Since 1908 and among center fielders who played 75 percent of their games at the position, only seven have posted the following stats for their careers:
- OPS+ of 125 or better
- 700 or more extra-base hits
- bWAR of 50.0 or better
Jim Edmonds, the eight-time Gold Glove winner who’s accomplishments both on the offensive and defensive end have gained further traction in the analytically driven state baseball has found itself in, is the sixth member.
Like Edmonds, a power threat at the plate with a strong on-base percentage and the ability to impact the game with his glove in center, Fred Lynn fits that description as the seventh member of that group.
Lynn, 66, played seventeen seasons in the majors, best known for his seven seasons spent with the Boston Red Sox from 1974-80.
Lynn’s meteoric rise from a three-time collegiate champion at the University of Southern California, to winning both the A.L. Rookie of the Year and M.V.P. Awards in 1975 – the first player to take home both pieces of hardware in the same season – made him in an instant fan favorite.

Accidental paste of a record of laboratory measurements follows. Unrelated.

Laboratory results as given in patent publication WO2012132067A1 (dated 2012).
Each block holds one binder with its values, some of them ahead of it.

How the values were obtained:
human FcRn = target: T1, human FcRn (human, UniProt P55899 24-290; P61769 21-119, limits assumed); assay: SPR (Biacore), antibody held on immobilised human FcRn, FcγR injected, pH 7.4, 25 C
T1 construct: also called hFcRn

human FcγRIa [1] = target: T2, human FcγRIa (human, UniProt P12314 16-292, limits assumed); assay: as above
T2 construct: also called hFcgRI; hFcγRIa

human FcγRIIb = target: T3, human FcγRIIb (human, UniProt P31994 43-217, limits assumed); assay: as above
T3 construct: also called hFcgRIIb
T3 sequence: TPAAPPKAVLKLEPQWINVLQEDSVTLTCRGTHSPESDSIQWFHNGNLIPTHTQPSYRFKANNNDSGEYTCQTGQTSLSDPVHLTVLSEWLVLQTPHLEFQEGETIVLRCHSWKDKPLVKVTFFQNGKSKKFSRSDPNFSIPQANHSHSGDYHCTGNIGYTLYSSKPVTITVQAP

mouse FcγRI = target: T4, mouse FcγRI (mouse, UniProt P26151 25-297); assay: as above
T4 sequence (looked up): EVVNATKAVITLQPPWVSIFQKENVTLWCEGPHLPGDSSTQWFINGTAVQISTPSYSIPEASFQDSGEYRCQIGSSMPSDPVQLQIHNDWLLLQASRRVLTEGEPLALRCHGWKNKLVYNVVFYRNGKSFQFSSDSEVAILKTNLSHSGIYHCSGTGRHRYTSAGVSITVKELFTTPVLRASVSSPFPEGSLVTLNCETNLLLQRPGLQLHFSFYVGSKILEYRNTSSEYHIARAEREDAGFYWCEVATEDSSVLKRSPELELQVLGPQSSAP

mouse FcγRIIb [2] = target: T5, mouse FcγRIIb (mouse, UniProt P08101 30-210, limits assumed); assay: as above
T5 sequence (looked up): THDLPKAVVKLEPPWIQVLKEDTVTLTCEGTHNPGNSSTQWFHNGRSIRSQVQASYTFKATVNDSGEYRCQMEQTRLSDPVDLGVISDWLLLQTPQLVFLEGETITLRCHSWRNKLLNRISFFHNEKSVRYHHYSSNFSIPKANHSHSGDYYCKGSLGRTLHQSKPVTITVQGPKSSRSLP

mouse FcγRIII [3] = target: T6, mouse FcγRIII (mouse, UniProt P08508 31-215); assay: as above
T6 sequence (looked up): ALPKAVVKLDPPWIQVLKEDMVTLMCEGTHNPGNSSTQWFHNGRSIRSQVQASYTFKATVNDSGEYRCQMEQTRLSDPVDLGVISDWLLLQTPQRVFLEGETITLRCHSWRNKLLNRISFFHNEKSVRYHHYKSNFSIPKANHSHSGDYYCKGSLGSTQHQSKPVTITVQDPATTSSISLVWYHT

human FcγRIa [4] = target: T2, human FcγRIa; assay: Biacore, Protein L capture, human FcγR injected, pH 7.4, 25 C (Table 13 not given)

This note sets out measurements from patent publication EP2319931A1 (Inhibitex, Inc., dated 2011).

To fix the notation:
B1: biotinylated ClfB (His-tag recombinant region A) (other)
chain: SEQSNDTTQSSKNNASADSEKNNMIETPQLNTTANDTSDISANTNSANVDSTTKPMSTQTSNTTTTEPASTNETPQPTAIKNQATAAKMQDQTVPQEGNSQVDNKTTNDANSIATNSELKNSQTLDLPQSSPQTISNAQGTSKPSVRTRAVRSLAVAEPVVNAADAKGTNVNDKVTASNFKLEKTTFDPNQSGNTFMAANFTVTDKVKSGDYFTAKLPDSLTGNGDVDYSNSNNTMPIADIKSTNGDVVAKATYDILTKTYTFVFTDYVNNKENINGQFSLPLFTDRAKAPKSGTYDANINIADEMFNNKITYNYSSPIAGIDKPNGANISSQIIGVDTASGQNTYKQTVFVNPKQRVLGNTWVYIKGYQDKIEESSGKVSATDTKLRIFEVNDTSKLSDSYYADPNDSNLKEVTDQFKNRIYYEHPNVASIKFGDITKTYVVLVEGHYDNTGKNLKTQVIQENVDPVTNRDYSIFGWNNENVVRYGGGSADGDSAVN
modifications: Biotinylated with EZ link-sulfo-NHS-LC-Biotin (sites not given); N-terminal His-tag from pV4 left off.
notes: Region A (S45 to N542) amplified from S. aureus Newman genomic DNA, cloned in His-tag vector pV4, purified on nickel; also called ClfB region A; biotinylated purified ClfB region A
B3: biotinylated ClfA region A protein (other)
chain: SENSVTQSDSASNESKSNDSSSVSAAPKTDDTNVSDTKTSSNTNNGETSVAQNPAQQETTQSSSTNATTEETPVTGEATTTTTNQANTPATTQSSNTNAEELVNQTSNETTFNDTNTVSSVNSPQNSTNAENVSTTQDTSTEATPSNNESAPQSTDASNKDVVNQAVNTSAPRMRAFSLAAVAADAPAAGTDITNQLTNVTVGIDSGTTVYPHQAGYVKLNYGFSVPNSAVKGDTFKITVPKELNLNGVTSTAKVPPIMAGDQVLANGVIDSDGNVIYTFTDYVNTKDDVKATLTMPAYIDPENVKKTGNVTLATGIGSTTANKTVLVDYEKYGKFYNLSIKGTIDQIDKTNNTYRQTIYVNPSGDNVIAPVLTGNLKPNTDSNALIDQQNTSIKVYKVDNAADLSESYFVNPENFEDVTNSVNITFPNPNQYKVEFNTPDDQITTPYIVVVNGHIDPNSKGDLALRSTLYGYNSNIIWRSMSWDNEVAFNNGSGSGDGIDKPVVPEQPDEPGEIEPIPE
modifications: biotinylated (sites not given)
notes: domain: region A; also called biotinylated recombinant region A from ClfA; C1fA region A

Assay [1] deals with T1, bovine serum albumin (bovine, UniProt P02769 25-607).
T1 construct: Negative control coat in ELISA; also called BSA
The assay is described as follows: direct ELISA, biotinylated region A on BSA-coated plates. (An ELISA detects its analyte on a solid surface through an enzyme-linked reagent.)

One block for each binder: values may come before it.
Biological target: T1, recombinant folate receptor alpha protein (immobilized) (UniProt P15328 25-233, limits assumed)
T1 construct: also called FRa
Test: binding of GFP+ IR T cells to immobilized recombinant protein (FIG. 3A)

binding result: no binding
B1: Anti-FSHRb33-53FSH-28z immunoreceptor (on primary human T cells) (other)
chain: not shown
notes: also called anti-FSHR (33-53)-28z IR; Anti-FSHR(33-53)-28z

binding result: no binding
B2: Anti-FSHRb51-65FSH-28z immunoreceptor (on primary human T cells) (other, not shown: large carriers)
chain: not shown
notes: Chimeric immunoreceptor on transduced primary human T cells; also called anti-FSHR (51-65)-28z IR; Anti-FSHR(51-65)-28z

Lynn embraced the college vibe Boston exuded, as many of the key contributors on the Sox were in their mid-to-late twenties at a time when the club was routinely fielding a competitive team.
Along with his impressive play during the regular season, Lynn seemed to always come through big in the bright lights of each year’s All-Star Game, one in which Lynn made nine straight seasons (1975-83). The competition and desire to win the game was heightened back then, with each league having their own president and with interleague play only occurring during spring training, the Midsummer Classic, and the World Series.
Lynn thrived off the competition, wanting to showcase his talent against some of the game’s very best. Among the all-time leaders, Flynn is fifth in slugging percentage (.900), fourth in OPS (1.264), tied with Ted Williams for the second most home runs (4), and tied with Stan Musial for the second most RBIs (10). He also holds the distinction of hitting the first and still only All-Star Game grand slam, taking lefty Atlee Hammaker deep to right field in the third inning in 1983.